Accuracy in Trademark Registrations is Critical. We recently advised you about the importance of conducting regular intellectual property audits. As part of this audit, you should carefully review all of your trademark applications and existing registrations to be sure that there are no mistakes in the description of goods or services.

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Duboff Law Group: Does Your Company Have a Written Policy About Online Endorsements?

DuBoff ImageOur Legal Editor and Berglund Board member Leonard DuBoff has provided useful information concerning on line endorsements.

Employers may be liable for online reviews created by their employees pursuant to Federal Trade Commission (FTC) guidelines that took effect last December. These FTC guidelines require bloggers and other online reviewers to “disclose material connections” between the reviewer and the company selling the product or service being reviewed. For instance, an employee of your company who comments about one of your company’s products on Facebook must disclose that he or she is an employee of your company.

The FTC has indicated that it is likely to take action against not only companies that encourage their employees to violate these guidelines, but also against companies who do not establish and maintain appropriate policies to help prevent these types of violations from occurring.

It is, therefore, important that your company include an appropriate policy in its employee handbook. If your company does not yet have an employee handbook, you should send an email or memo to your employees addressing this issue, either by prohibiting your employees from making any online postings about your company’s products or services without written approval of a manager, or by requiring employees to disclose their relationship with your company and otherwise fully comply with all applicable laws in connection with such postings.

For the web site of the Duboff Law Group please go to:

Are Your Works Fully Protected by Copyright?

duboffWhile you probably know that “original works of authorship fixed in any tangible medium of expression,” including art, music, literature, and software, are automatically protected by copyright, you may not know that you will need to follow some formalities in order to effectively enforce your copyrights.

First, although you may have heard that the law no longer requires you to use a copyright notice on your work in order to be protected by copyright, this statement is misleading. Someone who copies a work in good faith, believing that it is not protected by copyright because it lacks a copyright notice, may be considered an innocent infringer. An innocent infringer will likely not be held liable for significant damages and may even be permitted to continue copying. You should, therefore, include a copyright notice: © [Name of Copyright Owner] [Year of First Publication]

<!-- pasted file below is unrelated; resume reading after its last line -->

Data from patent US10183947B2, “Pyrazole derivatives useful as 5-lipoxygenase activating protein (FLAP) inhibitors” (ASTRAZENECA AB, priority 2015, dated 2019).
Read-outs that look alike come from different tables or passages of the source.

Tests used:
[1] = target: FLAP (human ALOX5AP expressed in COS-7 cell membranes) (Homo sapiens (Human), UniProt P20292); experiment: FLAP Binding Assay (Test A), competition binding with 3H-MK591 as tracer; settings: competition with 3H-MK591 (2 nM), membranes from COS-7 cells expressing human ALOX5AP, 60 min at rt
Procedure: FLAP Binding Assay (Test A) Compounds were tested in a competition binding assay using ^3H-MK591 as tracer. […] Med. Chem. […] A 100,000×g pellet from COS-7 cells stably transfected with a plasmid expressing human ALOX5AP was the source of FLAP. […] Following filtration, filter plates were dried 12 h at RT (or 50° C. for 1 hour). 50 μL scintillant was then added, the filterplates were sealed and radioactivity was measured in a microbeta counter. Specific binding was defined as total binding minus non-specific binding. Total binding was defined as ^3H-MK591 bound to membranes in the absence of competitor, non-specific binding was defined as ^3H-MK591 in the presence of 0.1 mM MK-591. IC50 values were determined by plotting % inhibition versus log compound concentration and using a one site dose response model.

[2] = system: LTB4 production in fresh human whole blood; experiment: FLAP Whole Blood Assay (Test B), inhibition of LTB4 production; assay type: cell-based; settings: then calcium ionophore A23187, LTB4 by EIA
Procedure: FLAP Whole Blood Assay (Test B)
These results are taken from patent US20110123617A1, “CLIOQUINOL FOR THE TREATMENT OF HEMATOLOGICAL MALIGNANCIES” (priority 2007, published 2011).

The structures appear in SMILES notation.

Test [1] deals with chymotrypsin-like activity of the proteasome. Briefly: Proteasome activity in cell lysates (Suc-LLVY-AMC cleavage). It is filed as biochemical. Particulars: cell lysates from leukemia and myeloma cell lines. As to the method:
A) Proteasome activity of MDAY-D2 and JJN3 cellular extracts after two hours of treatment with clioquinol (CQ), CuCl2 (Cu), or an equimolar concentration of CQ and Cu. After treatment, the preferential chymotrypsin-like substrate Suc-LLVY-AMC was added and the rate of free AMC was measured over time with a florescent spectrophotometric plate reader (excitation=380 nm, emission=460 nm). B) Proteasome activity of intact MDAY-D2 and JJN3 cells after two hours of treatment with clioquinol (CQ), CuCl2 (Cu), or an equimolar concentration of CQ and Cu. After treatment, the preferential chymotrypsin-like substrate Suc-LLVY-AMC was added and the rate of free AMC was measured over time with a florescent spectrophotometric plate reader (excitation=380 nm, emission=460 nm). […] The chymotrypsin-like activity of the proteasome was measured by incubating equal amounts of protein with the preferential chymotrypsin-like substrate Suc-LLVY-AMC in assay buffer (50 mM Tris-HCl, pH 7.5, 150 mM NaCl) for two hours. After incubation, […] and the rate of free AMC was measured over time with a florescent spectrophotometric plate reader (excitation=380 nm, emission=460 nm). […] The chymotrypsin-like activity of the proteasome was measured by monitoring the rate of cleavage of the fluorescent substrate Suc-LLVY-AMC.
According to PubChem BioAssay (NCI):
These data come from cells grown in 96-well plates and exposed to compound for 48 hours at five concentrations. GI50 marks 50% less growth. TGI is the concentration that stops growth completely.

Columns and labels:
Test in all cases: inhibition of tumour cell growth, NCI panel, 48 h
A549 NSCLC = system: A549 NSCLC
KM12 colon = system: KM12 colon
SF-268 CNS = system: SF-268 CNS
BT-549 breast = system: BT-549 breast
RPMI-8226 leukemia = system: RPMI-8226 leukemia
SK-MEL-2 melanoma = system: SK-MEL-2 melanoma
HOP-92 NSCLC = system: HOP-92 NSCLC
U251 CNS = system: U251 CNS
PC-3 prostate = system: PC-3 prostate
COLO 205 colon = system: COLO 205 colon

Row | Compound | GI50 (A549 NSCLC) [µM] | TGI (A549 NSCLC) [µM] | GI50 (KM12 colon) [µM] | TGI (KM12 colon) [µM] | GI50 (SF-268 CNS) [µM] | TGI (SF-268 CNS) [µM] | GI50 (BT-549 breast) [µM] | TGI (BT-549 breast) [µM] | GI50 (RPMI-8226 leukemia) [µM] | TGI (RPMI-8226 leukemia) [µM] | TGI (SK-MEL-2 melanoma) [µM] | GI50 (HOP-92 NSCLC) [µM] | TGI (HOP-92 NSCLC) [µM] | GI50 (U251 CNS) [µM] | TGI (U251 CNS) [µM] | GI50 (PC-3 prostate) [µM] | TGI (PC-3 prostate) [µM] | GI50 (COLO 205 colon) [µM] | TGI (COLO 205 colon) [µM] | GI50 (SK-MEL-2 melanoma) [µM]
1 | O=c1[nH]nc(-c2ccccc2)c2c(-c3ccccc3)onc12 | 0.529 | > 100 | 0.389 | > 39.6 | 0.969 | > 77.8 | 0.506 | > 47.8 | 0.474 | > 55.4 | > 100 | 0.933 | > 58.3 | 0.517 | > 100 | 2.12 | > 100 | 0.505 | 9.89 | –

Further, though registration is not required for copyright protection, it is required for filing a copyright infringement lawsuit. In addition, there are more remedies available for the infringement of a promptly registered copyright.

Normally, the remedies for copyright infringement are the recovery of actual damages (if they can be established) and court orders requiring all infringing copies to be destroyed and prohibiting future copying. If, however, the copyright in the work was registered before the infringement occurred, the copyright owner has the option of being awarded statutory damages rather than actual damages. This is important because in many cases actual damages are difficult, if not impossible, to prove. Statutory damages are no less than $750 and no more than $30,000, though if it can be established that the infringement was willful, they may be as high as $150,000, and damages for an innocent infringer may be as low as $200.

Note that if you register a work within three months of the date of first publication, the registration will be retroactive to the date of first publication, so it is a good idea to register all of your copyrights within three months of publication.

Rather than registering each piece individually, you may be able to cluster a number of works under a single application in order to save filing fees. The rules on which works may be combined under a single application are technical and must be strictly adhered to.

Though you may file your application conventionally through the mail, the Copyright Office now allows for online registration, which is faster and less expensive.

Only by registering your copyright and applying an appropriate copyright notice on your work can you rely on receiving the full protection of the copyright laws. Please let us know if you have any questions about protecting your copyrights or if you need assistance registering your copyrights.

For the web site of the Duboff Law Group please go to: